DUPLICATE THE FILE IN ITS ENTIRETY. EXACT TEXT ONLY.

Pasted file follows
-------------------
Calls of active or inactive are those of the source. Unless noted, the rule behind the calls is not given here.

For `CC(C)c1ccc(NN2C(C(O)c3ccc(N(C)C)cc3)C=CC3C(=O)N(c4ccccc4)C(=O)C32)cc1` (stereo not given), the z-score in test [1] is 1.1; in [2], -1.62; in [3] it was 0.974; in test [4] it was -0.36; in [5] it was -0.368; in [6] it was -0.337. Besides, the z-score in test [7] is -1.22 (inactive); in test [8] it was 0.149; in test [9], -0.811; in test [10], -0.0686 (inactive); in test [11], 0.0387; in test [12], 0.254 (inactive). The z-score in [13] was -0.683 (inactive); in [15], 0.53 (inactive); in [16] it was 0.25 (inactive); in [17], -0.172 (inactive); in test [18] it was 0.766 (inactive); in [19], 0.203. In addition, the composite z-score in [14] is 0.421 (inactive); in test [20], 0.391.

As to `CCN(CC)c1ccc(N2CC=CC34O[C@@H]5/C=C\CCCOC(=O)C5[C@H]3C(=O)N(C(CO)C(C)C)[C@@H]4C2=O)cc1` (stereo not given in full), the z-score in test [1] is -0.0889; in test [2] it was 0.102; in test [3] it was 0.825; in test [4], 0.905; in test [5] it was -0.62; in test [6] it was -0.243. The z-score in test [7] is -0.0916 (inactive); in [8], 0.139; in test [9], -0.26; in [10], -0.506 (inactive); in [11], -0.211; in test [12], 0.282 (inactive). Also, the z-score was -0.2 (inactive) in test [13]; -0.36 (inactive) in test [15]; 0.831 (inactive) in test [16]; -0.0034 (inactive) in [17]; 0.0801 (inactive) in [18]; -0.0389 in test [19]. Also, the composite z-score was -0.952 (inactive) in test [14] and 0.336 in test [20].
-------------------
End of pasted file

Calls of active or inactive are those of the source. Unless noted, the rule behind the calls is not given here.

For `CC(C)c1ccc(NN2C(C(O)c3ccc(N(C)C)cc3)C=CC3C(=O)N(c4ccccc4)C(=O)C32)cc1` (stereo not given), the z-score in test [1] is 1.1; in [2], -1.62; in [3] it was 0.974; in test [4] it was -0.36; in [5] it was -0.368; in [6] it was -0.337. Besides, the z-score in test [7] is -1.22 (inactive); in test [8] it was 0.149; in test [9], -0.811; in test [10], -0.0686 (inactive); in test [11], 0.0387; in test [12], 0.254 (inactive). The z-score in [13] was -0.683 (inactive); in [15], 0.53 (inactive); in [16] it was 0.25 (inactive); in [17], -0.172 (inactive); in test [18] it was 0.766 (inactive); in [19], 0.203. In addition, the composite z-score in [14] is 0.421 (inactive); in test [20], 0.391.

As to `CCN(CC)c1ccc(N2CC=CC34O[C@@H]5/C=C\CCCOC(=O)C5[C@H]3C(=O)N(C(CO)C(C)C)[C@@H]4C2=O)cc1` (stereo not given in full), the z-score in test [1] is -0.0889; in test [2] it was 0.102; in test [3] it was 0.825; in test [4], 0.905; in test [5] it was -0.62; in test [6] it was -0.243. The z-score in test [7] is -0.0916 (inactive); in [8], 0.139; in test [9], -0.26; in [10], -0.506 (inactive); in [11], -0.211; in test [12], 0.282 (inactive). Also, the z-score was -0.2 (inactive) in test [13]; -0.36 (inactive) in test [15]; 0.831 (inactive) in test [16]; -0.0034 (inactive) in [17]; 0.0801 (inactive) in [18]; -0.0389 in test [19]. Also, the composite z-score was -0.952 (inactive) in test [14] and 0.336 in test [20].